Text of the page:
There is nothing better than finding affordable therapy tools that can be used over and over again year after year. The game Spot It! should be in every speech therapists' collection of tricks, not to mention every teacher and parent.
This game contains 55 disc-shaped cards, each of which have 8 pictures. Every card has only ONE picture that matches another card.
The game, when played correctly, is all about how fast you can recognize the matching picture.
Here is a video for you to get a better idea of the game.
What’s the Pic Articulation is a revolutionary app for speech therapy!
Place a card in front of the student. Have them label the items as fast as they can. When they are done with all 8 words on the disc, they can ring a bell and grab another card and start again.
Trust me; the bell is a natural reinforcement!
This is a great, simple activity for rapid recall of words/naming. It can be timed and you can see if they can improve their time with each card.
Make sure the students know all of the words before you hand them the card; a few of the pictures may be difficult for them to name.
Hand a card to the student and ask them to make sentences using each picture on it. This is a good task because the words are sometimes uncommon and unrelated to each other.
It requires creative thinking.
If this is too difficult of a task, use a carrier phrase that the child can use for each word.
While looking at one card, ask the student to make a story or a paragraph using all 8 words. If that is too difficult, you can have them choose any four words (or three, five, etc.)
Together, you could type the story out and print it so they have something to take home for practice of retelling.
Have the students sit in a circle.
Use one card to pass around.
Start a story using a sentence with one of the words on the card.
Each time the card gets passed, the new student will add to the story using another word (of their choice) from the card.
This is a simple task for students working at the word level; possibly younger children or students who have special needs.
Place a card in front of the student.
As you say a single word from the card, have them point to the picture. You can use the bell reinforcer here too!
This is similar to activity #1, but instead of saying single words, use sentences.
For example, you could say "The snowman loves the cold" and the student would point to the picture of the snowman.
Before the student arrives, choose a card and create a short paragraph or story using some of the pictures on the card.
After telling the story to the student, hand them the card and have them point to the pictures that were included in the story, and identify which pictures were not.
This activity doubles as an expressive task.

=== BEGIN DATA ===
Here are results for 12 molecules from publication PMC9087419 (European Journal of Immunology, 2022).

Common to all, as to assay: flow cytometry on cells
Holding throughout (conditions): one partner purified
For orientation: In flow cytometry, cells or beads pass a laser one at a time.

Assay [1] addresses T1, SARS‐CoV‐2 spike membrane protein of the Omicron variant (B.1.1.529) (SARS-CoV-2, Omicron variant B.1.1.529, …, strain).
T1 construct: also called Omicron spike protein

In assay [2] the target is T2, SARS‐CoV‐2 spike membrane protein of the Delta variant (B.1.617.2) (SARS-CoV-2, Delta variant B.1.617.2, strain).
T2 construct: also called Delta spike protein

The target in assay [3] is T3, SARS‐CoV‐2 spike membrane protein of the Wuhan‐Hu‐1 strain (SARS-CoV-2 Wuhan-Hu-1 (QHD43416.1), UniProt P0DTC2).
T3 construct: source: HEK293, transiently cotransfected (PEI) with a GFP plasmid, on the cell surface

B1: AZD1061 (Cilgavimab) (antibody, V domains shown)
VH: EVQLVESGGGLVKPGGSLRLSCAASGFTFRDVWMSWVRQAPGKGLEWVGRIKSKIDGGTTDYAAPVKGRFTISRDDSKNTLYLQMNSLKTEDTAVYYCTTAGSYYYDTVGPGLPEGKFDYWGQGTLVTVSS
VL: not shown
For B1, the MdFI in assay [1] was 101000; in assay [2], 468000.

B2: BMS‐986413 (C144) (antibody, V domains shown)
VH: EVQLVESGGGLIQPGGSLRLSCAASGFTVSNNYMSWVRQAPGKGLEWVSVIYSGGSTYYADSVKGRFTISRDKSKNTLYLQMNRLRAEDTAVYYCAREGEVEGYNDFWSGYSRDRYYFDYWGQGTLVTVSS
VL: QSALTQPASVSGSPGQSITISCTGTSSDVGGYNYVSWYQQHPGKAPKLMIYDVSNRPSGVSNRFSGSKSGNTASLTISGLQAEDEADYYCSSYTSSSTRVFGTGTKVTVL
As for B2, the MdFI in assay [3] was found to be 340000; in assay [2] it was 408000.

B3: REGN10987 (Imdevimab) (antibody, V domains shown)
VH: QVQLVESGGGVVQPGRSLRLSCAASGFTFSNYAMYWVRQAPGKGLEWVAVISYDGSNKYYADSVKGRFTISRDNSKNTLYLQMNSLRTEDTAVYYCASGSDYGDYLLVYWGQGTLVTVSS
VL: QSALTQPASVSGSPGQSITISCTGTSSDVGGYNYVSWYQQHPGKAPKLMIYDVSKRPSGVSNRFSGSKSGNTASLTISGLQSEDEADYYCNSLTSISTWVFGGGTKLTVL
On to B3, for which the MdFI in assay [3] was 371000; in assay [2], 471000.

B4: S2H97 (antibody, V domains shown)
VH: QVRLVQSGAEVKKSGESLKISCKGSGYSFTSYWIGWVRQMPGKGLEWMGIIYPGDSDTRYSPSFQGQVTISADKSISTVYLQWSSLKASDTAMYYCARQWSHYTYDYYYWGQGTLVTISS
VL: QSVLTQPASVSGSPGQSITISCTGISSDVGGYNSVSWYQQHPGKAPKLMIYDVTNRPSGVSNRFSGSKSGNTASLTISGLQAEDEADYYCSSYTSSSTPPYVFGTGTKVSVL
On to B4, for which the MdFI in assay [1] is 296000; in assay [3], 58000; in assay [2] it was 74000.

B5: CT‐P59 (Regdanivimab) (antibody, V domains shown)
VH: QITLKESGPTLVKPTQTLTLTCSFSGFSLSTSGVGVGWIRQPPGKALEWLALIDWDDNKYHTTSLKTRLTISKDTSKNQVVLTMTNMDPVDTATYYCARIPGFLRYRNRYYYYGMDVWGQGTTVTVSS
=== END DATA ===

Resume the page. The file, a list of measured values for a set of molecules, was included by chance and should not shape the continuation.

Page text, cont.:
Place two or three cards where all the students can see.
One at a time, have the students describe one picture (of their choice) without saying the name.
The other students listen and try to figure out which picture is being described.
Lay as many cards on the table as are appropriate for the student's level/goal.
On a horizontal piece of paper draw two vertical lines so that there are three sections. At the top of each section write "Inside," "Outside," and "Other."
Explain to the students that not ALL the pictures will fit into the first two categories, and therefore they have the "Other" section.
This is a good task for children to be able compartmentalize items that are not at all related, but they still belong in the same category based on that fact.
Great for problem solving and categorizing.
Many of these words will have synonyms and antonyms, and many don't.
So another problem solving task that also addresses synonyms/antonyms is to have the child decide whether each word has a synonym, antonym, or nothing at all.
If you point to a lock, the synonyms could be bolt, latch, bond. The antonym could be key.
But a yin and yang symbol, of course, does not have either.
It would be helpful to know which cards you are using in advance and write up a list of potential synonyms/antonyms the child can refer to to make this task a little easier.
Here is another activity that you may be able to incorporate into some students' goals...keep a tally of how many words have synonyms, how many have antonyms, and how many have neither.
Just a fun little task that could address problem solving and categorizing and all sorts of executive functioning goals.
I happened to notice that many of the words I saw began with /s/. Sunglasses, spider, spiderweb, skull and bones, scissors, snowman to name a few.
You could have your student try to spot /s/ words and say them individually, in carrier phrases, or in sentences.
Use the game as a reinforcer!
This game is fun all by itself, and there is no time criteria. You can start and finish the game whenever you want.
So probably the best way to use this game with your articulation students is to tell them they get to play the game after a successful therapy session!
Due to the extensive amount of pictures contained in this game, I believe it makes a great activity for fluency students at any level.
Hand them a card and have them practice slow speech/easy onset at the word, sentence, or paragraph level using the pictures on each card.
I would use the fact that the cards are ROUND as a visual.
Show the card rolling slowly down the table and have them visualize slow and easy onset, just like the wheel.
Or have them run their finger slowly around the edge of the card just for a relaxation before starting this activity (just watch out for papercuts).
You know my motto...always utilize as many senses as possible!
As you play this game and become familiar with the pictures, your creative juices will start flowing just as mine did.
The possibilities are limitless!! Enjoy!